Findings from Yubico's State of Global Enterprise Authentication Survey found that over half of ANZ employees rely on insecure authentication methods.
Yubico recorded that 65% of employees in Australia and 63% in New Zealand still rely on usernames and passwords as a primary means of authentication, surpassing the global average of 59%.
22% of all respondents believed that basic login credentials were the most secure form of authentication, despite widespread awareness campaigns and corporate training highlighting password insecurity.
According to Yubico, the provider of hardware authentication security keys, equipping employees with phishing-resistant authentication methods is essential in safeguarding digital identities and breach prevention.
Geoff Schomburgk, Regional Vice President of Asia Pacific and Japan, Yubico, says data breaches tend to occur when people reuse passwords, use easily guessed passwords, share credentials, or mistakenly click on malicious links.
"The least secure forms of authentication are still the most common. Unfortunately, Australia and New Zealand lag behind the world as the decades-old password authentication method remains dominant," says Schomburgk.
Authentication methods include SMS-based one-time passcodes (OTPs), authenticator apps and other multi-factor authentication (MFA) forms. However, Yubico says many of these legacy MFA methods are highly vulnerable to being compromised by phishing and ransomware attacks.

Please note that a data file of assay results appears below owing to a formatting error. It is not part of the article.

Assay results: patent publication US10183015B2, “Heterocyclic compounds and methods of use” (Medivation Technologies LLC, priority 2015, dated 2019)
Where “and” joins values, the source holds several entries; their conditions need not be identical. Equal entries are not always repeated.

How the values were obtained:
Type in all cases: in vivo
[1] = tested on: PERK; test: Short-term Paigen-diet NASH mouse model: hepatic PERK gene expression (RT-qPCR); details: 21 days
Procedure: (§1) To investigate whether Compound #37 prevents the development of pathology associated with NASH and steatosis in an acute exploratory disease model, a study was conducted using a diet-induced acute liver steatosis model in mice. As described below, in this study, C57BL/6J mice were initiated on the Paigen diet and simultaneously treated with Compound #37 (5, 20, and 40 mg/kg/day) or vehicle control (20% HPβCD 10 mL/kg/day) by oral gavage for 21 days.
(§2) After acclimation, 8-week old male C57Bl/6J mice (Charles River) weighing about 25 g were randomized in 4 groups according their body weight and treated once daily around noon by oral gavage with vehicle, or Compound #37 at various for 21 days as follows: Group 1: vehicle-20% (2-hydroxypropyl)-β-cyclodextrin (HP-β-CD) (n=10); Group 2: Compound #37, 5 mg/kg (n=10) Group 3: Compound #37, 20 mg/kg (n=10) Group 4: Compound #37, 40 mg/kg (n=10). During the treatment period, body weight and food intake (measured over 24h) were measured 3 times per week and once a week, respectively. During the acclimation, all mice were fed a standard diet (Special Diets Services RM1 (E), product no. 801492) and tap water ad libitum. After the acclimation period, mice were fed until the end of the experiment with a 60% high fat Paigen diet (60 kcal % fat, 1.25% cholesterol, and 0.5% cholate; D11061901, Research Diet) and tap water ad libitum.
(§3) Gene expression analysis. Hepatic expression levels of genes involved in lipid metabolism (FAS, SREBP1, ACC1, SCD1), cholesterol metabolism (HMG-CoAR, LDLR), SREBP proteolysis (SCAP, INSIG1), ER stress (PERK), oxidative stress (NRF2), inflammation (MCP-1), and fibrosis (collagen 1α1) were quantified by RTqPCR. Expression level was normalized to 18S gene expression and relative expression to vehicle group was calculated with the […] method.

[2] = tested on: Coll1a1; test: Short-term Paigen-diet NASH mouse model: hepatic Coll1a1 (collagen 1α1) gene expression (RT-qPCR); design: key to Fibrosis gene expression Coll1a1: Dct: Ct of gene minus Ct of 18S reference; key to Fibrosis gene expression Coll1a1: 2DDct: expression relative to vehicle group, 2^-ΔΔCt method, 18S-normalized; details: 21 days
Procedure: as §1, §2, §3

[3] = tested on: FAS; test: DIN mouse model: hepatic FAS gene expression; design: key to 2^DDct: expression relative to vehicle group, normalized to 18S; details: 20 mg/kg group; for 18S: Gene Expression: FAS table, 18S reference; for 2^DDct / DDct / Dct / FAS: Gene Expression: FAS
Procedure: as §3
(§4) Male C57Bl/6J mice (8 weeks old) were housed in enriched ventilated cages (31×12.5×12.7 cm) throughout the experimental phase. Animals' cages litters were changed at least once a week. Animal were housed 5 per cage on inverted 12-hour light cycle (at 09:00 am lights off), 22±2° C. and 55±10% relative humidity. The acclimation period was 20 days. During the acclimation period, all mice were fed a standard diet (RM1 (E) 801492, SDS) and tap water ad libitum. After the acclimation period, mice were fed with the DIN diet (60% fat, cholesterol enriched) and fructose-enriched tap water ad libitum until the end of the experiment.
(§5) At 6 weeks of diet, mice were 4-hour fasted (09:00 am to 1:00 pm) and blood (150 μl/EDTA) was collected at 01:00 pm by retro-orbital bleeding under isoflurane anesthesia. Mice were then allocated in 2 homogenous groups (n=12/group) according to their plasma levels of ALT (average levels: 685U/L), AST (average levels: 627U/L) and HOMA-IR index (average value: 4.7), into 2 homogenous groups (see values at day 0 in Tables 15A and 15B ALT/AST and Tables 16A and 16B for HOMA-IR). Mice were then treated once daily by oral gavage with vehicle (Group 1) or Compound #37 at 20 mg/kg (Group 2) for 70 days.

The State of Global Enterprise Authentication Survey reported that a fifth of respondents in New Zealand and more than a quarter of respondents in Australia trusted mobile SMS-based authentication, which is widely seen as the most insecure form of MFA because of the high phishing risk.
"One-time passcodes or mobile authenticator applications used as a primary source of authentication are better than username/password alone but are not enough to protect digital identities against a breach," says Schomburgk.
"Whilst enterprise MFA adoption in Australia and New Zealand still has a long way to go, it is not impossible to achieve with the help of modern, phishing-resistant MFA solutions available today."
The Yubico survey found employees in Australia and New Zealand were among the least likely to use hardware keys to authenticate their business accounts, at just 15% and 13%.
The Office of the Australian Information Commissioner (OAIC) Notifiable Data Breaches Report: July to December 2022 revealed 497 notifiable data breaches reported between July and December 2022, a 26% increase on the first half of the year.
Notably, 350 breaches were attributed to malicious or criminal attacks, marking a 41% rise from the previous half, while 123 notifications were related to human error breaches.
"Attackers don't hack in, they login. The recent Optus, Medibank, and Latitude Financial cyber attacks have all helped raise the awareness and importance and value of our digital identity and how easily it can be compromised," adds Schomburgk.
Phishing attacks that get the victim to either reveal sensitive information or download malware are one of the more common tactics cybercriminals use, and the tools they are using are becoming more sophisticated.
Yubico says that trusting employees to use common sense or be extra vigilant is a great start to reducing breaches, but it is not enough to prevent attacks.
"Our mission at Yubico is to make the internet safer for everyone, and the shortcut to strong, reliable cybersecurity lies in adopting phishing-resistant MFA," concludes Schomburgk.